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Long-term psychological distress of Bosnian war survivors : an 11-year follow-up of former displaced persons, returnees, and stayers

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Comteße, Hannah ; Powell, Steve ; Soldo, Andrea ; Hagl, Maria ; Rosner, Rita:
Long-term psychological distress of Bosnian war survivors : an 11-year follow-up of former displaced persons, returnees, and stayers.
In: BMC Psychiatry. 19 (2019): 1. - 10 S.
ISSN 1471-244x

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Volltext Link zum Volltext (externe URL):
https://doi.org/10.1186/s12888-018-1996-0

Kurzfassung/Abstract

Background
Research on the long-term mental health consequences of war and displacement among civilians who live in post-conflict countries is rare. The aim of this study was to examine the developmental trajectories and predictors of general psychological distress in three samples of Bosnian war survivors over an 11-year period.
Methods
In 1998/99, about three years after the war in Bosnia and Herzegovina, a representative sample of 299 adult Sarajevo citizens was examined in three subsamples: individuals who had stayed in Sarajevo throughout the siege, individuals who had been internally displaced, and refugees who had returned. Of the 138 study participants who could be located 11 years later, 100 were re-assessed (71%) using the Brief Symptom Inventory.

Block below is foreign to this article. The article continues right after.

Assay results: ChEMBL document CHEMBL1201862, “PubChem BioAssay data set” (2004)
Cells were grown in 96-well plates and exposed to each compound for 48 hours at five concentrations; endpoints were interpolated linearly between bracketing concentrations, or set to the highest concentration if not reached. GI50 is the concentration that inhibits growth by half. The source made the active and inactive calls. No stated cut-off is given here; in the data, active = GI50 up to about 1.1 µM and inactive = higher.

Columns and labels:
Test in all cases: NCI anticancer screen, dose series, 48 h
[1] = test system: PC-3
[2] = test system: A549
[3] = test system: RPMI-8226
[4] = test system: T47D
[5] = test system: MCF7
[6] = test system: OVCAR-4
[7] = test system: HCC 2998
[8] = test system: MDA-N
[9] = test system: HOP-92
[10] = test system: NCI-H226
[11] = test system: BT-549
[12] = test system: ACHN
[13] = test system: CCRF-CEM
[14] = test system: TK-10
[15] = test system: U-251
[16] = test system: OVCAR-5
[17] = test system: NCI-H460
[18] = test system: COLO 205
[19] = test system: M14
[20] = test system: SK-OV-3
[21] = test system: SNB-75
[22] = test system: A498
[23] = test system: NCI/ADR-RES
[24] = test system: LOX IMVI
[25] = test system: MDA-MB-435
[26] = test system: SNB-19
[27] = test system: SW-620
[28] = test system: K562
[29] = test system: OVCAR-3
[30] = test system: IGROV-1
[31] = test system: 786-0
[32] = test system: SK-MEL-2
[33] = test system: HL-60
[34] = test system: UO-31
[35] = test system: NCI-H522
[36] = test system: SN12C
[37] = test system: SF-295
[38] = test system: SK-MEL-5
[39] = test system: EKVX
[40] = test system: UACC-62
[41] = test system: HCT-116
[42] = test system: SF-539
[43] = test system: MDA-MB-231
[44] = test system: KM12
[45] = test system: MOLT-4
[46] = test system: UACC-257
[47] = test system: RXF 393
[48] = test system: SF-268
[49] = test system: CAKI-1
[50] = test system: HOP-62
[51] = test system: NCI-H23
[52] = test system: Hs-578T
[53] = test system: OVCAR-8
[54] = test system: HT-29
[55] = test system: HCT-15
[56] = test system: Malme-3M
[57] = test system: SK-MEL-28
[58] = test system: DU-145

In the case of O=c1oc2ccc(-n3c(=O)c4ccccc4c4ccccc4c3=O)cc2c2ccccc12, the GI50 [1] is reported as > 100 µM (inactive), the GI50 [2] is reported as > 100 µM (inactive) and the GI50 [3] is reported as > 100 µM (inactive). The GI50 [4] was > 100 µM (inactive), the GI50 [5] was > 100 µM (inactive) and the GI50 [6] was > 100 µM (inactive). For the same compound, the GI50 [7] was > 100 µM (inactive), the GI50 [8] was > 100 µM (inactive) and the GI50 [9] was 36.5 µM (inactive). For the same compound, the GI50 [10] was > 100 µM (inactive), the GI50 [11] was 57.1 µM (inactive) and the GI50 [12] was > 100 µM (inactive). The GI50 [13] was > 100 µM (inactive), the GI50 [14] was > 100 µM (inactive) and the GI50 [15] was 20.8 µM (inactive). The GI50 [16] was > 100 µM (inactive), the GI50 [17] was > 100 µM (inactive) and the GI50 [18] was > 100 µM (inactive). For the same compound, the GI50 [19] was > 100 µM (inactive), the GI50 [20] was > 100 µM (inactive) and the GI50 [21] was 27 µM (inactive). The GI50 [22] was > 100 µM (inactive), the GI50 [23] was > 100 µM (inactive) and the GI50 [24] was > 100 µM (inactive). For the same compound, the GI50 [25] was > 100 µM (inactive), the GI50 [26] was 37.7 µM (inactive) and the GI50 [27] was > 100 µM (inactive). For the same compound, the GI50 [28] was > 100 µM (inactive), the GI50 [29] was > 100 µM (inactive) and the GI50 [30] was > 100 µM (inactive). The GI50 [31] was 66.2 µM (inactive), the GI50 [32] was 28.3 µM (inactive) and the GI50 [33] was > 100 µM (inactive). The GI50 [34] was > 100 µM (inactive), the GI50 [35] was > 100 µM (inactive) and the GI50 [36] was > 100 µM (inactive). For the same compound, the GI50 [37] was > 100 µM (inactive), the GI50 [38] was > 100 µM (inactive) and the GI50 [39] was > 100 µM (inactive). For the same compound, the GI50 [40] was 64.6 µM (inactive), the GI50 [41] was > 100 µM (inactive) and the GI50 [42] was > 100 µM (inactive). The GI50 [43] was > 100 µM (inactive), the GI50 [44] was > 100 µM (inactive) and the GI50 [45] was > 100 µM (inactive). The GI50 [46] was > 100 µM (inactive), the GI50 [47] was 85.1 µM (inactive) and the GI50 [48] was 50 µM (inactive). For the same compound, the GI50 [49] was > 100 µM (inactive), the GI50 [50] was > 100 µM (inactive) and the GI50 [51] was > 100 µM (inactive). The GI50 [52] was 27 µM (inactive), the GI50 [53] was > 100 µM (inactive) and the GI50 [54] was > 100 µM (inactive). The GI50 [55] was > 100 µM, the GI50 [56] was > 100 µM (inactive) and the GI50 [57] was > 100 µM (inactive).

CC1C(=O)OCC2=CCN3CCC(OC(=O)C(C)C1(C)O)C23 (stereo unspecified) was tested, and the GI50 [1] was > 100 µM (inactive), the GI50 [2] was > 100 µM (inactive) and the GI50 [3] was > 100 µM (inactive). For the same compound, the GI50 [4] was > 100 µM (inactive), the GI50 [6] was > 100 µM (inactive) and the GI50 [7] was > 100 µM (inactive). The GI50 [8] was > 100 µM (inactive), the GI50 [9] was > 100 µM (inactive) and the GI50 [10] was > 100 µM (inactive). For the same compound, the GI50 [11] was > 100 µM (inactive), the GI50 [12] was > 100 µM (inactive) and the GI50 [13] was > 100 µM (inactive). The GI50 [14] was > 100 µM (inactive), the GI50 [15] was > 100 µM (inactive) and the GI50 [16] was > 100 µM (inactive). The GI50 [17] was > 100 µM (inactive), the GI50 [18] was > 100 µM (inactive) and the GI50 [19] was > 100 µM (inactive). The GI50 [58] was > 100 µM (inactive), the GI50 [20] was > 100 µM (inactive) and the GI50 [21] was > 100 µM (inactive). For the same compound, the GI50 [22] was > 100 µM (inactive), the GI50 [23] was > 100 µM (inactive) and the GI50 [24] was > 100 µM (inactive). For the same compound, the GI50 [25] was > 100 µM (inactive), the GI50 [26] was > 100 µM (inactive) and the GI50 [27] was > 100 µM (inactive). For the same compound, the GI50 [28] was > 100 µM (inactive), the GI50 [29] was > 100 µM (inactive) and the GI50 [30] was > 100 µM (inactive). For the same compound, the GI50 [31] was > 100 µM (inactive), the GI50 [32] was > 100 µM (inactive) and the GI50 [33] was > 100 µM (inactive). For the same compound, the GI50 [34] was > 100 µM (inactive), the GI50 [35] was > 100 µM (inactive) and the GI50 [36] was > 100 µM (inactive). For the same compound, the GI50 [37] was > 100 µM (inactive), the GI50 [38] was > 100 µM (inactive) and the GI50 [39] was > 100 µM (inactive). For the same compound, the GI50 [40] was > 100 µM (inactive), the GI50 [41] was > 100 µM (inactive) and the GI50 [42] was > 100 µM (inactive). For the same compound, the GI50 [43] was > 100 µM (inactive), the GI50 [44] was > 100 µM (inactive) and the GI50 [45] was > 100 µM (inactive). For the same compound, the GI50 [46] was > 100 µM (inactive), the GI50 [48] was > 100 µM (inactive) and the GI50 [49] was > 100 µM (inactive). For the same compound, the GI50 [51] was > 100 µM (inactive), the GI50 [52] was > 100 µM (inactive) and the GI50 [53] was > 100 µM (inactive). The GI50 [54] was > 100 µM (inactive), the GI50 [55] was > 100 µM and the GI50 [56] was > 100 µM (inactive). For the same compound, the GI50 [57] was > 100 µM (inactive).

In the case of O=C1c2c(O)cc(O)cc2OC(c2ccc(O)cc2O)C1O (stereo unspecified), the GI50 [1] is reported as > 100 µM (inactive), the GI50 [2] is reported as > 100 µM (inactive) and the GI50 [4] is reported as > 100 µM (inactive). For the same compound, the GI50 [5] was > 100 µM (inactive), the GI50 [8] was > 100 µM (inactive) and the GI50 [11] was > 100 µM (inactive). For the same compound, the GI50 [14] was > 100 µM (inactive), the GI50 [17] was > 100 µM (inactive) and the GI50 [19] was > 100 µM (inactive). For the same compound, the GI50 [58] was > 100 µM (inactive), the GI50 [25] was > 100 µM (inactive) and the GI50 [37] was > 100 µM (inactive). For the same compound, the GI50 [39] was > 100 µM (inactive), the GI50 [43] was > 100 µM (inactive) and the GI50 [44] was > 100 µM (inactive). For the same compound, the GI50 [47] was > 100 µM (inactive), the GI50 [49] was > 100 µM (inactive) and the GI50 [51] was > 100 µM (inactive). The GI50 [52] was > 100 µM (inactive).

Results
Over time, psychological symptoms and general psychological distress decreased in those survivors who had stayed and increased in returnees. Former displaced persons did not show any significant changes. After controlling for other factors, cumulative trauma exposure before and during the war predicted general psychological distress at baseline. Eleven years later, higher trauma exposure during and after the war, returnee status, and more current stressors were all associated with higher levels of general psychological distress.
Conclusions
Levels of psychological symptoms remained high in three subsamples of Bosnian war survivors. The differential symptom trajectories may correspond to distinct war experiences and contemporary stressors. Still, the cumulative effect of war traumata on mental distress persisted more than a decade after war and displacement, although the influence of current stressors seemed to increase over time.

Weitere Angaben

Publikationsform:Artikel
Sprache des Eintrags:Englisch
Institutionen der Universität:Philosophisch-Pädagogische Fakultät > Psychologie > Psychologie I - Lehrstuhl für Biologische und Klinische Psychologie
DOI / URN / ID:10.1186/s12888-018-1996-0
Open Access: Freie Zugänglichkeit des Volltexts?:Ja (Förderung durch DFG-Mittel)
Peer-Review-Journal:Ja
Verlag:BioMed Central
Die Zeitschrift ist nachgewiesen in:
Titel an der KU entstanden:Ja
KU.edoc-ID:22379
Eingestellt am: 29. Jan 2019 17:09
Letzte Änderung: 04. Aug 2022 12:03
URL zu dieser Anzeige: https://edoc.ku.de/id/eprint/22379/
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